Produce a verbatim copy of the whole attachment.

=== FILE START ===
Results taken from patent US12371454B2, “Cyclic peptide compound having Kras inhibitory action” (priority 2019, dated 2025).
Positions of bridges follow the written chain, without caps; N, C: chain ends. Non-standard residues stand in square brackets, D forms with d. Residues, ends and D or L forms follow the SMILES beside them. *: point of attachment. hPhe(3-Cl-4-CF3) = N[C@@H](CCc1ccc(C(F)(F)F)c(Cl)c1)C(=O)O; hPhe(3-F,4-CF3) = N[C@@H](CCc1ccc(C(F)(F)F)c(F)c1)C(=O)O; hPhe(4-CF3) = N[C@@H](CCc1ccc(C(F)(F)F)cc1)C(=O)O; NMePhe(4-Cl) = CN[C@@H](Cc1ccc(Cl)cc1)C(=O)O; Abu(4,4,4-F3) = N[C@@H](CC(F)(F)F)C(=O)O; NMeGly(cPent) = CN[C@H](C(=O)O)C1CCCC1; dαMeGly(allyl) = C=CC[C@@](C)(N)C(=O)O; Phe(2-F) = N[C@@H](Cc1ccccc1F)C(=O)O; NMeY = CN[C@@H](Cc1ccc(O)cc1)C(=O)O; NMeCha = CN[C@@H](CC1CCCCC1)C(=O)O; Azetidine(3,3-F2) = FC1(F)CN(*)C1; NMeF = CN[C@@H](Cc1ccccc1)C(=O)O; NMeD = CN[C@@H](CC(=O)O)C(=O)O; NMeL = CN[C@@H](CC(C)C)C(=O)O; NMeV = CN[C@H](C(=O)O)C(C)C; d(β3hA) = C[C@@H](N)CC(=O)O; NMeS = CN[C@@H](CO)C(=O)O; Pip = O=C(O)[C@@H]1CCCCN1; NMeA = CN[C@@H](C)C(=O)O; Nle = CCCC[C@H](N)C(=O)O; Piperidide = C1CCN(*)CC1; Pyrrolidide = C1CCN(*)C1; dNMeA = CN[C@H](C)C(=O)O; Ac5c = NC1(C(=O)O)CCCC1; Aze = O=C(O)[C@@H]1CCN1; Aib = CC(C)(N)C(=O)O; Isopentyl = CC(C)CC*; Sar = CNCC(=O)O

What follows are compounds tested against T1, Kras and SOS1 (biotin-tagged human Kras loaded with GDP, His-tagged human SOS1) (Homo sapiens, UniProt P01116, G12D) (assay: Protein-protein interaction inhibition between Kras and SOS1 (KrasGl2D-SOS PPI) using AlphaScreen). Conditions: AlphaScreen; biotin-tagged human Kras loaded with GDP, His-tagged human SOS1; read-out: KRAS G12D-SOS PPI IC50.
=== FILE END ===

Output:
Results taken from patent US12371454B2, “Cyclic peptide compound having Kras inhibitory action” (priority 2019, dated 2025).
Positions of bridges follow the written chain, without caps; N, C: chain ends. Non-standard residues stand in square brackets, D forms with d. Residues, ends and D or L forms follow the SMILES beside them. *: point of attachment. hPhe(3-Cl-4-CF3) = N[C@@H](CCc1ccc(C(F)(F)F)c(Cl)c1)C(=O)O; hPhe(3-F,4-CF3) = N[C@@H](CCc1ccc(C(F)(F)F)c(F)c1)C(=O)O; hPhe(4-CF3) = N[C@@H](CCc1ccc(C(F)(F)F)cc1)C(=O)O; NMePhe(4-Cl) = CN[C@@H](Cc1ccc(Cl)cc1)C(=O)O; Abu(4,4,4-F3) = N[C@@H](CC(F)(F)F)C(=O)O; NMeGly(cPent) = CN[C@H](C(=O)O)C1CCCC1; dαMeGly(allyl) = C=CC[C@@](C)(N)C(=O)O; Phe(2-F) = N[C@@H](Cc1ccccc1F)C(=O)O; NMeY = CN[C@@H](Cc1ccc(O)cc1)C(=O)O; NMeCha = CN[C@@H](CC1CCCCC1)C(=O)O; Azetidine(3,3-F2) = FC1(F)CN(*)C1; NMeF = CN[C@@H](Cc1ccccc1)C(=O)O; NMeD = CN[C@@H](CC(=O)O)C(=O)O; NMeL = CN[C@@H](CC(C)C)C(=O)O; NMeV = CN[C@H](C(=O)O)C(C)C; d(β3hA) = C[C@@H](N)CC(=O)O; NMeS = CN[C@@H](CO)C(=O)O; Pip = O=C(O)[C@@H]1CCCCN1; NMeA = CN[C@@H](C)C(=O)O; Nle = CCCC[C@H](N)C(=O)O; Piperidide = C1CCN(*)CC1; Pyrrolidide = C1CCN(*)C1; dNMeA = CN[C@H](C)C(=O)O; Ac5c = NC1(C(=O)O)CCCC1; Aze = O=C(O)[C@@H]1CCN1; Aib = CC(C)(N)C(=O)O; Isopentyl = CC(C)CC*; Sar = CNCC(=O)O

What follows are compounds tested against T1, Kras and SOS1 (biotin-tagged human Kras loaded with GDP, His-tagged human SOS1) (Homo sapiens, UniProt P01116, G12D) (assay: Protein-protein interaction inhibition between Kras and SOS1 (KrasGl2D-SOS PPI) using AlphaScreen). Conditions: AlphaScreen; biotin-tagged human Kras loaded with GDP, His-tagged human SOS1; read-out: KRAS G12D-SOS PPI IC50.